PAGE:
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Chernobyl review chaos reigns in confusing nuclear disaster epic

29 June, 2019


İt has been 33 years since the nuclear disaster at the Chernobyl Power Plant, and the incident continues to fascinate audiences. The 1986 incident is the inspiration behind HBO's 2019 latest dramatic miniseries, Chernobyl. The five-part miniseries premiered Monday and will re-enact the climactic events of of April 26, 1986. Although openly "dramatized," how close does the series come to the real thing?

Were Valery Legasov, Boris Shcherbina and Ulana Khomyuk real people?

Both Soviet nuclear scientist Valery Legasov (played by Jared Harris) and Soviet Deputy Prime Minister Boris Shcherbina (played by Stellan Skarsgård) are real people; however, Soviet nuclear physicist Ulana Khomyuk (played by Emily Watson) is not. Khomyuk is a fictional character that represents "the dozens of scientists who helped investigate the crisis as it unfolded," according to an Ars Technica report.

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How many people died as a direct cause of the Chernobyl explosion?

Aside from the lasting dangers of the radioactive explosion, the initial terror of the incident is portrayed rather accurately in the miniseries. During the real-life accident, the response was extremely disorganized and delayed. Shcherbina noted at the time that it "wasn't worth" alerting officials. The evacuation didn't start until more than a day after the explosion.

The creative team behind the show strove to capture the atmosphere of fear on that day, especially in the portrayal of real-life firefighter Vasily Ignatenko. While a real character, Ignatenko also represents the quick decline of responders' health without proper preparation. "All in all, over 600,000 people were sent in to clean up Chernobyl. All were exposed to extreme doses of radiation, shortening their lifespans. More than 4,000 died from radiation-caused cancers, and 70,000 were left disabled," according to a Refinery29 report.

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What was released when Chernobyl exploded?

"Every atom of Uranium is like a bullet," Harris' character noted in the series. "Penetrating everything in its path–metal, concrete, flesh. Now, Chernobyl holds over 3 trillion of these bullets." "Some of them will not stop firing for another 50,000 years," he added. While attention-grabbing, it is not clear that this is what Legasov actually said, or if this "bullet" radioactive material was actually the material released as a result of the explosion. The full story of Chernobyl wasn't released until several years after the initial incident. According to history.com, the buildup of Xeon gas was to blame for the nuclear plant's explosion. Xeon is defined as "a colorless, dense, odorless noble gas found in the Earth's atmosphere in trace amounts," but most accounts of Chernobyl simply list what was released as "radioactive material."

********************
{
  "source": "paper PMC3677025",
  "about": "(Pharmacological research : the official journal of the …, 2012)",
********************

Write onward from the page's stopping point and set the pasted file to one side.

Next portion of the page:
What are the resulting health effects of the explosion?

Chernobyl was the first radioactive event to result in death. While several reports suggest radiation-induced chances of leukemia or solid cancer, the evidence available today only strongly connected cases of thyroid cancer among children and adolescents in the area, according to the United States Nuclear Regulatory Commission's report. "Many children and adolescents in the area in 1986 drank milk contaminated with radioactive iodine, which delivered substantial doses to their thyroid glands," the report reads. "To date, about 6,000 thyroid cancer cases have been detected among these children. Ninety-nine percent of these children were successfully treated; 15 children and adolescents in the three countries died from thyroid cancer by 2005." "The available evidence does not show any effect on the number of adverse pregnancy outcomes, delivery complications, stillbirths or overall health of children among the families living in the most contaminated areas," the report continued. "Experts expected that some cancer deaths might eventually be attributed to Chernobyl over the lifetime of the emergency workers, evacuees and residents living in the most contaminated areas. While cancer deaths have generally been far lower than initial speculations of tens of thousands of radiation-related deaths, a recent study of a cohort of emergency workers found a statistically significant relative risk of solid cancer incidence and mortality."

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